words GEMMA POL
Each July, NAIDOC Week (4-11 July) offers an opportunity to celebrate the rich history, culture and achievements of First Nations peoples. Wiradjuri, Ngemba and Paakantji writer Gemma Pol reflects on this year’s theme and shares how we all have a responsibility to care for Country.
Wait… didn’t we *just* have NAIDOC Week? Don’t worry… your perception of time might not be as warped as you think. NAIDOC Week was held in November last year, due to COVID-19 restrictions. But this year, we’re back to our regular first-week-of-July programming. Two NAIDOC Weeks in the space of nine months instead of 12? Ay… look out.
You may be wondering what NAIDOC Week is, especially if you didn’t attend school here in so-called Australia. Way back when, NAIDOC stood for ‘National Aborigines and Islanders Day Observance Committee’, but this language is outdated so the acronym has since taken over.
NAIDOC Week is about celebrating the richness and diversity of First Nations peoples, our cultures and our stories. It’s about acknowledging Blak excellence and centering the deep knowledge we have of Country. It’s a week for everyone to celebrate, learn and grow together.
After the wildfires of 2019-20 inflicted chaos on Country for months on end, the theme for 2021 couldn’t be more timely – ‘Heal Country!’ is about protecting, advocating for and strengthening all aspects of Country, including (but not limited to) our lands, our waters, our sacred sites, our cultural heritage and the sacred relationships we have to these things.
This year, NAIDOC Week is a reminder for all of us: we all have a responsibility to defend and care for Country. We all have an obligation to take meaningful action. So for allies and Mob, here are some ways we can help heal Country together – sprinkled with insights from Blak activists, thought leaders and business owners.
Develop your relationship with Country
First Nations peoples have an innate connection to and relationship with Country. This deep relationship is grounded in reciprocity – where we don’t just take, but we give. It’s about maintaining balance, so natural resources are never depleted. When we need something from Country, like a medicine plant or bush tucker, we ensure we’re adding value in other ways, like through traditional farming or cultural burning.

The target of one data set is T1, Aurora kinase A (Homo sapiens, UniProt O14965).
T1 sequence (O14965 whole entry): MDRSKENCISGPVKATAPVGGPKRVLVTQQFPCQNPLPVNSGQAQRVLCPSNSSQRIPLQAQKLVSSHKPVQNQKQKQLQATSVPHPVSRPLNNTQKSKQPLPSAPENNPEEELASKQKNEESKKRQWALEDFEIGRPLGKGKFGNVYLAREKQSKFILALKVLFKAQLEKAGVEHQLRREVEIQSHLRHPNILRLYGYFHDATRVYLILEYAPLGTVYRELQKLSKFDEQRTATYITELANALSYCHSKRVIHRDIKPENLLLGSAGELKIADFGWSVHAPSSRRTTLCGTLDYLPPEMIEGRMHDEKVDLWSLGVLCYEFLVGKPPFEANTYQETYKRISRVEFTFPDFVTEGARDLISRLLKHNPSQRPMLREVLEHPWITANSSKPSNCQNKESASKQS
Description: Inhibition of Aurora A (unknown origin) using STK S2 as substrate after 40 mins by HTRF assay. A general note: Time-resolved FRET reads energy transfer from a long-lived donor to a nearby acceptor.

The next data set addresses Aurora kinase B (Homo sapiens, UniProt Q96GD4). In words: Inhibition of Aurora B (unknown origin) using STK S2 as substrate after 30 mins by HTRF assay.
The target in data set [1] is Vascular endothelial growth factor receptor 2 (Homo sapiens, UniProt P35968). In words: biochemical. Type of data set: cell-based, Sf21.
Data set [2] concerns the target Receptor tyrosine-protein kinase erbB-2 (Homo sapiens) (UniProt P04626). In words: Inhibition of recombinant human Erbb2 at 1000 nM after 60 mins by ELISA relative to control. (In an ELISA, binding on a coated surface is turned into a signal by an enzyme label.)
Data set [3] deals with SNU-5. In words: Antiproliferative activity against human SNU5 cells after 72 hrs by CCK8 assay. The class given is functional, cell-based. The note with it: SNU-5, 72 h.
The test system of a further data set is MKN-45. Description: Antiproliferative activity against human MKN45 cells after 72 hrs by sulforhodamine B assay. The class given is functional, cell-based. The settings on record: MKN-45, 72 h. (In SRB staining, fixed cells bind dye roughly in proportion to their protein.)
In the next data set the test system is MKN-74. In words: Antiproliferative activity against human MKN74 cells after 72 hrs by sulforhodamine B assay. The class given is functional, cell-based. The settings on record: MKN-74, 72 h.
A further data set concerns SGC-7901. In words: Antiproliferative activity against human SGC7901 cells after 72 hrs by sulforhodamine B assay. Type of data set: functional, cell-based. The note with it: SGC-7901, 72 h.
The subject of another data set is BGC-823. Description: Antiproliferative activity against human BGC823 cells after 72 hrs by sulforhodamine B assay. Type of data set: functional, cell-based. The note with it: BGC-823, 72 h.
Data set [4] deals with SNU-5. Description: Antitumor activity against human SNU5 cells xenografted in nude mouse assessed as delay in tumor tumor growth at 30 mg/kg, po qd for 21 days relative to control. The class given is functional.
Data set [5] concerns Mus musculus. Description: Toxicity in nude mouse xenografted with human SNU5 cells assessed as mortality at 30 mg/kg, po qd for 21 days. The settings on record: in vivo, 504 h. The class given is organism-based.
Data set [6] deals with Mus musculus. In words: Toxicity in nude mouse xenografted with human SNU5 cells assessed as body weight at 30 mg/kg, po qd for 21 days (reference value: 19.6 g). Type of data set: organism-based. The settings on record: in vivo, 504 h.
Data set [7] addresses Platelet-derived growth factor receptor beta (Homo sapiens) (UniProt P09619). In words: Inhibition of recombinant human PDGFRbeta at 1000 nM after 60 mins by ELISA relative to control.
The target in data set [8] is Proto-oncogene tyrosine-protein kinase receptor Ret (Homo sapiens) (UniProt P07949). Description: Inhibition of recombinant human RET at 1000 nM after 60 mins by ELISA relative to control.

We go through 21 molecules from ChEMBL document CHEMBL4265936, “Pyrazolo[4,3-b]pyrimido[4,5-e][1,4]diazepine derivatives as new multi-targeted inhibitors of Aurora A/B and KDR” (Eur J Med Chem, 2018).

“Non-Indigenous people can also find a place and start to build a relationship [with Country],” says Marlikka Perdrisat, a Nyikina Warrwa and Wangkumara Barkindji activist and storyteller. “Some people may have a favourite beach, a park, a family farm… somewhere you feel at home and comfortable. When you have that relationship, duty falls on you to continue building it, and to continue developing it. Because we have to love Country and Country loves us.”
Gamilaroi man and the founder of Sobah, Clinton Schultz, agrees – longing for Country and its protection is universal, something that unites us as human beings.
“Personally, Country is part of me,” he says. “I am part of Country. If Country isn’t well, I’m not well. My overall wellbeing depends on Country being healthy too. And I don’t think this is just a First Nations thing. We as humans need to live in harmony with Country, with Mother and with place.”
Your takeaway: Build your relationship with Country. Walk on Country as if it were your friend.
First Nations peoples often think beyond the current time, about how our actions today will touch the next thousand generations. This way of thinking is tied to the all-encompassing complexity and boundlessness of The Dreaming. As anthropologist W.E.H. Stanner once said, “One cannot ‘fix’ The Dreaming in time: it was, and is, everywhen.”
Kaytetye woman and Common Ground’s founding CEO, Rona Glynn-McDonald, says that although this way of thinking and being isn’t easy in contemporary ‘Australia’, the outcomes are worth it. “Living within a colonial context makes this way of thinking and being challenging, but the knowledge and cultures we have grown up sharing from one generation to the next teach us to think beyond ourselves,” she shares.